CHRIS KIRWAN SAYS: Glasgow nightmare just goes on for the Dragons
9:20am Thursday 7th March 2013 in Sport
LEON Lett was one of the best in the NFL when he was a defensive tackle with the Dallas Cowboys in the 1990s.
He won the Super Bowl three times and earned selection for the Pro Bowl, an exhibition game for the cream of American Football talent, twice.
Lett was one of the most feared defensive players in the game, racking up tackles, sacks and terrorising quarterbacks.
But for all this talent, it isn’t dazzling play that pops up on the screen when you type his name into Google.
He is famous for a pair of bloopers – the first when he had the ball stripped from his grasp while showboating on his way to a touchdown and the second was a comical fumble in the snow that cost his side victory.
There are certain things that stick in the mind, as Newport Gwent Dragons know to their cost.
Whatever happens for the rest of this season there will be no getting away from their 60-3, eight-try home drubbing by Glasgow.
So calamitous, so inept was the performance that it would probably take a five-game winning streak to heal the wound.
The statistics would tell you that despite the Dragons’ lowly 11th position in the RaboDirect Pro12, it has been a pretty average season.
If they can sneak two more league wins then they will match the tallies from 2007/08, 2008/9 and 2011/12 when they managed seven wins (although there were fewer games played in the first two of those campaigns).
But the trouble is that it has been a functional season, the Dragons have won the home games that you would expect them to and failed to notch a single shock win.
They have beaten winless Zebre twice and enjoyed Rod-ney Parade successes against 10th-placed Edinburgh, ninth-placed Connacht and seventh-placed Treviso.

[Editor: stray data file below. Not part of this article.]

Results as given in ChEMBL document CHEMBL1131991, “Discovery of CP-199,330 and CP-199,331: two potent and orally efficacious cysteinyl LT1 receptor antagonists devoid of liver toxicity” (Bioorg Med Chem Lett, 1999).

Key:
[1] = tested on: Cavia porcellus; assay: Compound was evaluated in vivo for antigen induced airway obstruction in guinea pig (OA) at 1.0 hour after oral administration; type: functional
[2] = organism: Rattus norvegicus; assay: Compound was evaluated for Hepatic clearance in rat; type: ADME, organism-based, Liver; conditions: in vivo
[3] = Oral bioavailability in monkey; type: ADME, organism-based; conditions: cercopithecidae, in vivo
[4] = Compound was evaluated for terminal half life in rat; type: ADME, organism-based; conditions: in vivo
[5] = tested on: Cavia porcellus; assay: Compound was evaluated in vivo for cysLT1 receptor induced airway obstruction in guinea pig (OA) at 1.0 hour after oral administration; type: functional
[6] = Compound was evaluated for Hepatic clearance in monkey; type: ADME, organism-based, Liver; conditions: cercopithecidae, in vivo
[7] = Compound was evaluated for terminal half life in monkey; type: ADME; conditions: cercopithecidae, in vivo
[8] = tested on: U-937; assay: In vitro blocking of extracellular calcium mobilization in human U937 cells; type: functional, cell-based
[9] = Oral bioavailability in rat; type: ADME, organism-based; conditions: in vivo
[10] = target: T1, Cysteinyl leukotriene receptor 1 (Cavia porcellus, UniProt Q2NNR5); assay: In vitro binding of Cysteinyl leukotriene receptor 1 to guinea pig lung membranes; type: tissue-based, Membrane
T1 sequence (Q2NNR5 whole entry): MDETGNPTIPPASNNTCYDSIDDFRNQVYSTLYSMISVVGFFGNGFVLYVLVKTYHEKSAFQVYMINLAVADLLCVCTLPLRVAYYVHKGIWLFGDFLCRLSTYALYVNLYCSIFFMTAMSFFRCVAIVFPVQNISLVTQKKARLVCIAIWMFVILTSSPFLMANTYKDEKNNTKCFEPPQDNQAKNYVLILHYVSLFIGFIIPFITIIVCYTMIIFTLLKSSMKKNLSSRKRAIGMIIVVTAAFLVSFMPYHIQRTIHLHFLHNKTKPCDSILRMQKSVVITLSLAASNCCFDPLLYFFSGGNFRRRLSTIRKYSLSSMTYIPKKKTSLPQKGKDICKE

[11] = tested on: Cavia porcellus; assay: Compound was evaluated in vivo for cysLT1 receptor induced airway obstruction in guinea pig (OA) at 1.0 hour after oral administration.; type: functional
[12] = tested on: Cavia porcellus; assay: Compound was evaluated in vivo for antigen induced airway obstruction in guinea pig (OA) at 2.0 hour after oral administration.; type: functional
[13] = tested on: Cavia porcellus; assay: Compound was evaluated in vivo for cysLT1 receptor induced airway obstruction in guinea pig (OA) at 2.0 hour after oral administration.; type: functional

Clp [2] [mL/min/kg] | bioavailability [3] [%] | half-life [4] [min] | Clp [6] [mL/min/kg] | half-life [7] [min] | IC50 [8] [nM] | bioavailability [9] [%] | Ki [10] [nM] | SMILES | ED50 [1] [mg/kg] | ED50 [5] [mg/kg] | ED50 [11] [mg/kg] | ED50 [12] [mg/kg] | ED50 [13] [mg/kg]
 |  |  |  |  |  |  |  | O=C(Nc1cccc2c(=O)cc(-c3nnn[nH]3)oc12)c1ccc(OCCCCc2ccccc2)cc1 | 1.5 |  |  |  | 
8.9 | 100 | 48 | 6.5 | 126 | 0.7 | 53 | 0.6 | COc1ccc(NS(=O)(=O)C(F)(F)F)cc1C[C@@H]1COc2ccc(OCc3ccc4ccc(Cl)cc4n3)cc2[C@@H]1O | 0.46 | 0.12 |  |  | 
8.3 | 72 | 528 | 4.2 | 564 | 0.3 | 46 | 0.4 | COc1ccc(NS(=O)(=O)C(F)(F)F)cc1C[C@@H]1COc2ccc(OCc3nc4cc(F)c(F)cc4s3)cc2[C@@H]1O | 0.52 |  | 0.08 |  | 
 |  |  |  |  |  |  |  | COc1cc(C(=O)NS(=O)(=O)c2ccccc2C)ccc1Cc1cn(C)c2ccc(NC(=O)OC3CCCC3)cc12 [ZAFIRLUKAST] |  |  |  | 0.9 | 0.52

They have secured just two losing bonus points – when they should have won against Cardiff Blues in the capital and against Leinster last week, thanks to a stirring comeback.
With a tough run-in against four opponents chasing playoff spots, the chances are that the Dragons will fail to climb up from the position next to Zebre.
But the feeling in the camp is one of optimism; they feel they can salvage something from a disappointing campaign and that they can put some noses out of joint.
It’s amazing what a big win can do for the morale of players and supporters alike.
Last season’s home clash with Cardiff Blues was a stinker yet Tonderai Chav-hanga’s late wonder try papered over the cracks, leaving the fans heading home feeling that all was well in the world.
The same against the Ospreys, Scarlets, Ulster or Munster would at least ensure some cheer in a campaign of frequent frowning.
If the Dragons manage to win more games than they lose for the rest of the season then they will at least save some face.
But I hate to be the bearer of bad news for the players and staff who are hoping to change the perception of the Dragons’ season.
Glasgow was so bad that there is no chance of any shock win – even an unlikely success in Belfast or a drubbing of the Scarlets at the Millennium Stadium – preventing it from being the image that sticks in the mind from 2012/13.